First, she acted on July 1 2019 while the previous CEO was on suspension. This stint ended on May 31 2022.

READ: Councillor’s assault speaks of the rot in the ANC – Oscar Mabuyane

Her second acting stint commenced on June 1 and ended on October 21.

At the time of secondments, Tinta said she has been a strategic planning and management director since November 1 2017.

Tinta argued: 

The power to second officials from its staff establishment to act as CEO of its municipal entity is at the discretion of the first respondent [ADM] and may only be exercised at the instance of the board of directors and in circumstances where a serving CEO is incapacitated from discharging his or her duties.

When she was appointed the CEO, Tinta said a legitimate expectation existed that she would be allowed to discharge her duties "at the behest of the board without hindrance or interruption until such time that she dies, resigns, her contract being terminated by effluxion of time or discharged from my employment after a disciplinary process".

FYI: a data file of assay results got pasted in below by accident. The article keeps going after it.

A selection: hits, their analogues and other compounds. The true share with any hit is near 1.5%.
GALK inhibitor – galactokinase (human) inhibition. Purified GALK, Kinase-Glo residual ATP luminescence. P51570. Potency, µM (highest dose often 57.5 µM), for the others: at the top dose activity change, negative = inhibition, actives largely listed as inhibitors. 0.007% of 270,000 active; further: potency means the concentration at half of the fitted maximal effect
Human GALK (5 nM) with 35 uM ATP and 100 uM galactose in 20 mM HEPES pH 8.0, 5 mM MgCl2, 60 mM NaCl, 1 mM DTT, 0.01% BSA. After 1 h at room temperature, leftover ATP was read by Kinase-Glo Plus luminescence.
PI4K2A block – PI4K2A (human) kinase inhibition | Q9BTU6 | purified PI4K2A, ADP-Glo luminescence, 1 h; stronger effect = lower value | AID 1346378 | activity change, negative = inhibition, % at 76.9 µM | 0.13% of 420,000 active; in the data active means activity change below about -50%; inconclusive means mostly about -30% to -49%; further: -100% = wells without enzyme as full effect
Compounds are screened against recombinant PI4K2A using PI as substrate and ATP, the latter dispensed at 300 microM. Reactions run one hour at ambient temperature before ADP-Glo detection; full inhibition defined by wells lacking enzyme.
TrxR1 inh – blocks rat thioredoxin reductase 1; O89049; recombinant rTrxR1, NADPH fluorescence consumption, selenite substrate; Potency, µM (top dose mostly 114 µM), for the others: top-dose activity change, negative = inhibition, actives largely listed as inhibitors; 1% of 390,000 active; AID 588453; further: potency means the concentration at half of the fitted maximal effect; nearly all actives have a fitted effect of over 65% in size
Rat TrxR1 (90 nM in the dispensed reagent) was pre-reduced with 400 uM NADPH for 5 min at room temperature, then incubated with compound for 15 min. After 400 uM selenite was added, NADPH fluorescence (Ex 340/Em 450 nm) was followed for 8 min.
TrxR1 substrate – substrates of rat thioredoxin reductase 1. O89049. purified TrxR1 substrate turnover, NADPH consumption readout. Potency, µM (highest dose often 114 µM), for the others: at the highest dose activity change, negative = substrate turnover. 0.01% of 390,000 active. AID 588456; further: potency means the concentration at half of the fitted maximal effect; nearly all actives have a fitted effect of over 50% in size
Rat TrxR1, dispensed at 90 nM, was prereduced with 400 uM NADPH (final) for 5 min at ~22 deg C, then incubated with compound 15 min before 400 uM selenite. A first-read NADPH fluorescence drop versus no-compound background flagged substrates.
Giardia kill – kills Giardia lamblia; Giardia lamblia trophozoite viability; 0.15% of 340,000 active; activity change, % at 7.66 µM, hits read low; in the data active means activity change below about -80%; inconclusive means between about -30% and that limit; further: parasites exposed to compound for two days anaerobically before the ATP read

Imposed

Contrary to this expectation, Tinta said she was horrified by the arrival of Ntsangani and his entourage at her office on November 2 "with a clear intention of constructively dismissing me from my employment" by introducing Nondwangu as acting CEO.

This, she said, was while her contract of employment had not expired and was still valid.

Tinta added: 

On his arrival, the second respondent [Ntsangani] first introduced the ‘interim board’ of the fifth respondent [Aspire]. More perplexing was the introduction of the interim board while the term of office of the existing board had not expired.

She said the existing board was only appointed on January 1 for three years.